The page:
Maude Atkinson (The Distinguished Emotional Actress) was appearing in a play especially written for her by Miss May M. Ward entitled A Golden Moth. Most likely this play is the one mentioned in the New York Clipper Annual of 1891 which states the following: "A Golden Moth," by May M. Ward, originally acted, Union City, Tenn."  

The Fashionble (sic) Society Event
The Distinguished Emotional Actress
Who will appear in her creation of Clair Hudson.  To-night will be presented the Society Comedy in 3 acts written especially for Miss Atkinson by the talented young Southern Authoress, 
Miss May M. Ward, entitled A Golden MOTH

Cast of Characters
Maurice Hudson (Claires son)....Gus Homer
Harold Montford (a victim of social ideas)...R.J. Johnson
Gerald Montford (who loves Edith)..Harry DeMuth
Col. Malcolm Dare (of Kentucky)...R.B. Jones
Dick Carroll (a sentimental swain)...Howard Thompson
Edith Dare (a born coquette)...Kate Chester
Flossy Montford (a wildwood's blossom)...Clara lake
Mrs. ?ville Ray (a willing catch)...Jennie Burleigh
Clara Hudson (a Washington Belle)...Maude Atkinson

Not over-drawn, but depicting true scenes of Gilded Bauble Society Life in Washington.  AN AMERICAN PLAY by an AMERICAN AUTHORESS FOR AN AMERICAN ACTRESS SUBMITTED TO THE AMERICAN PUBLIC FOR THEIR APPROVAL.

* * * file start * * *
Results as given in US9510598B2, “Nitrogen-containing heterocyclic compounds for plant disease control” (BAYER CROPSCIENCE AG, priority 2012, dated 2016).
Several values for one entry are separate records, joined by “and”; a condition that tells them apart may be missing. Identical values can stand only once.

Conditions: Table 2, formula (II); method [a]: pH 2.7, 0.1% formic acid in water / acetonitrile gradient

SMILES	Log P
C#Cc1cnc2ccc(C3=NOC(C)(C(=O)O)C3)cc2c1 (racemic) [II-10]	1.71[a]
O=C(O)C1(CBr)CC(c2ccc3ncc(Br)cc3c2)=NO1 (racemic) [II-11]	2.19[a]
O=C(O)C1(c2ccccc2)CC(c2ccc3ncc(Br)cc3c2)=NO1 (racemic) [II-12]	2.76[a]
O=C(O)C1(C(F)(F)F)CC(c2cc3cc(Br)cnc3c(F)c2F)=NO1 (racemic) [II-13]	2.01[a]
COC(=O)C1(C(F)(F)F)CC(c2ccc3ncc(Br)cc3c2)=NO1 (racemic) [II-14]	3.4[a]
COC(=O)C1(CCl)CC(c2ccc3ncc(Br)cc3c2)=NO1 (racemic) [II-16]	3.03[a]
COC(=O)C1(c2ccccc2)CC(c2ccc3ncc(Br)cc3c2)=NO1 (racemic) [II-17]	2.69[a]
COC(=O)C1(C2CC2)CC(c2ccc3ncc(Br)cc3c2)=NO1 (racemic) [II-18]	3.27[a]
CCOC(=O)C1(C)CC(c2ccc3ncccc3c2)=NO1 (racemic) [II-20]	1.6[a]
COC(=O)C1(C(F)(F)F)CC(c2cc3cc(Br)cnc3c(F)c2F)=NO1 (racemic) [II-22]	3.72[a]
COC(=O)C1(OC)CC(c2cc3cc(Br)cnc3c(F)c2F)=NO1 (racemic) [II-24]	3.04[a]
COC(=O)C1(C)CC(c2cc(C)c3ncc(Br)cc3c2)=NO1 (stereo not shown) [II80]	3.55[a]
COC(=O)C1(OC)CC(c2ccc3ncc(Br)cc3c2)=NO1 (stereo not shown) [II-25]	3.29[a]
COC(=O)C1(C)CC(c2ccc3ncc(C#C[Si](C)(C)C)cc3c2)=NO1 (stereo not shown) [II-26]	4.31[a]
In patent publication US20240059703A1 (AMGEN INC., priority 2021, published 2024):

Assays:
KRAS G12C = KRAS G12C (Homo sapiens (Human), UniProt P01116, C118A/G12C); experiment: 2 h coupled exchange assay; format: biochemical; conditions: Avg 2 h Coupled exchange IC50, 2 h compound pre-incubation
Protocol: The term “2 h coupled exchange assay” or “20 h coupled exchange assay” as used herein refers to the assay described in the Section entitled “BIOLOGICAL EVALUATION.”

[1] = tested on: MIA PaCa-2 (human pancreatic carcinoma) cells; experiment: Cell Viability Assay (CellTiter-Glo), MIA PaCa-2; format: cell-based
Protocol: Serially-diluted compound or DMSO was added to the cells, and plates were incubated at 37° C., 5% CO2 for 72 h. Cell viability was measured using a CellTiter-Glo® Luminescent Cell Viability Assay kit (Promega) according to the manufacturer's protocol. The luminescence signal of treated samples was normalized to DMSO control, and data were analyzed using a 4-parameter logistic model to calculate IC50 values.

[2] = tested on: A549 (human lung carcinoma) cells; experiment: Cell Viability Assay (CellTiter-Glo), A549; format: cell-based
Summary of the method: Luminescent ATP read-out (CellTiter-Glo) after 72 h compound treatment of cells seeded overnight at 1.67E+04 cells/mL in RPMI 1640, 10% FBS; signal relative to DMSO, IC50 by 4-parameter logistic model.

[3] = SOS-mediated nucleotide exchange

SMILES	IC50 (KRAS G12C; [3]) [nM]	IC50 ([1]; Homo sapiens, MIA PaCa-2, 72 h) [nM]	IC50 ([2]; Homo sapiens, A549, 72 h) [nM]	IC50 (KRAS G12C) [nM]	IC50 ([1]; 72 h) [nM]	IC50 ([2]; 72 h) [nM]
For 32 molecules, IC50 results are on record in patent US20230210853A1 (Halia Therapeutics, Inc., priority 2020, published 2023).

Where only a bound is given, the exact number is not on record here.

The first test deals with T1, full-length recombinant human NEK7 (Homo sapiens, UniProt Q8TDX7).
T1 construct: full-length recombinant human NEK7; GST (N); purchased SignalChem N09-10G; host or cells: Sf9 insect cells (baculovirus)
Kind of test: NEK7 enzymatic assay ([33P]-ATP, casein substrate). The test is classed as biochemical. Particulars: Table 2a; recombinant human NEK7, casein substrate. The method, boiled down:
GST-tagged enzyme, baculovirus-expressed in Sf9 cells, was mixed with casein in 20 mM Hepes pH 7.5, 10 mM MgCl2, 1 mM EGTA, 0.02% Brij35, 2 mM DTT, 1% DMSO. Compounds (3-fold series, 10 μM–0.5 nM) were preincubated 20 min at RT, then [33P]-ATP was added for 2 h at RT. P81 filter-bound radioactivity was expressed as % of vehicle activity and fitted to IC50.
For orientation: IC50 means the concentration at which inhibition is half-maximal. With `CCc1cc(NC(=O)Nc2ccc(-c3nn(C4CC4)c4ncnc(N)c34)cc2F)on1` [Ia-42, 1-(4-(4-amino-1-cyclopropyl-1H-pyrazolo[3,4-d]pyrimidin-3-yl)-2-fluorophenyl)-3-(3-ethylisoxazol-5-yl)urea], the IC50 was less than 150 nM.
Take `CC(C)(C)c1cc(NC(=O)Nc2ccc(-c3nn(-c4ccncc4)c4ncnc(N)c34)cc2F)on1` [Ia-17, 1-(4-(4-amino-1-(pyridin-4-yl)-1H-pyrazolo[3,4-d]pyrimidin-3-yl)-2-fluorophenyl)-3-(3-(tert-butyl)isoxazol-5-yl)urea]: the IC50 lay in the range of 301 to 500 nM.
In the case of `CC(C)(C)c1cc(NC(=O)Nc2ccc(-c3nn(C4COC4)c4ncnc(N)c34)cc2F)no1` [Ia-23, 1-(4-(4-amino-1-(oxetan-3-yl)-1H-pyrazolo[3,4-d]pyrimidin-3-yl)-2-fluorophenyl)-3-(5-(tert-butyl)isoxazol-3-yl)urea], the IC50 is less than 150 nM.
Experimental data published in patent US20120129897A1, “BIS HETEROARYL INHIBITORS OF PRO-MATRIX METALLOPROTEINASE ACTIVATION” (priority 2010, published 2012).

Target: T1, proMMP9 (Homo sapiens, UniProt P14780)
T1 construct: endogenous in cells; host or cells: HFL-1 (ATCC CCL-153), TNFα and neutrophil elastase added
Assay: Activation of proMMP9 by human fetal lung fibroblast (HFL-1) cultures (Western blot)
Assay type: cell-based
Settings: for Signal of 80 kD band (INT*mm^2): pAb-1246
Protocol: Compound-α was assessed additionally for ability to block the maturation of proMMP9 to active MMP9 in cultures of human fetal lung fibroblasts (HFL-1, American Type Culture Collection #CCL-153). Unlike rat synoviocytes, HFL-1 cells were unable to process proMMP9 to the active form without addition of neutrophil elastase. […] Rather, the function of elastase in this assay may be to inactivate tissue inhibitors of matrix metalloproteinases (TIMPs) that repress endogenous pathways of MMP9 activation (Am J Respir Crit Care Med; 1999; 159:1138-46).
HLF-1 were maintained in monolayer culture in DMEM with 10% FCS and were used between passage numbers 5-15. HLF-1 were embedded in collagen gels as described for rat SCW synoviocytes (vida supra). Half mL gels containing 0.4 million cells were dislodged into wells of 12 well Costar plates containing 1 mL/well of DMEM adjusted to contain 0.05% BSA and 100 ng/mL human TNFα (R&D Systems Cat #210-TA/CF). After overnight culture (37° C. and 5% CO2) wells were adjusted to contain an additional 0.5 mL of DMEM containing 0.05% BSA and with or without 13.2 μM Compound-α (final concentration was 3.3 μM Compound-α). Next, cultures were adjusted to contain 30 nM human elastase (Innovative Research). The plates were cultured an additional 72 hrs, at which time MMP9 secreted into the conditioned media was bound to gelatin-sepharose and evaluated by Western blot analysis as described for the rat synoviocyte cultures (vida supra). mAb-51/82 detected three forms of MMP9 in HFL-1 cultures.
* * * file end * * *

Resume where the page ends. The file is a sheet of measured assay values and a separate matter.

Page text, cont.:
FRED SCHUCHERT,                     MANAGER
Seats at Usual Place.
messenger print, Humboldt Tenn.

Updated October 31 2013
The old opera house building has been rehabbed and is now a stylish event venue.  Be sure to check out the Opera House Event Hall in Humboldt Tennessee.  The new owners asked to use our flyer and we happily gave permission so you might see a bit of Moran Place history if you visit the venue!

Sunday, June 19, 2011

Recollections of Jno. W. Moran, Dresden Enterprise April 26, 1912

Recollections of Jno. W. Moran Dresden Enterprise April 26, 1912

Soldier Citizen Friend

31st Tennessee Regiment
Co. I   C  S  A

Paper dolls circa 1895

These paper dolls probably belonged to the youngest Moran girl, Marion, who was born about 1884.  I found them all in one envelope inside one of the many boxes containing Moran items.  It's amazing how beautiful and intact they still are after 126 years!  

Some of the dolls are from a company called Barbour's who produced thread and other textile products.  Barbour's was founded in 1784, the date on the back of the Barbour's dolls is 1885.  Here is some reading from Barbour's entitled A Treatise on lace-making and embroidery with Barbour's Flax Thread.

The top row of paper dolls originate from the Coats and Clark thread called O.N.T (One New Thread).  O.N.T. thread became available in 1864.  Here is a short history of the Coats and Clark Company including the development in 1864 of its thread division.

Paper dolls have always been an inexpensive toy for children.  They originated in Paris, moved to England and eventually made there way to America.  For a concise history of American paper dolls visit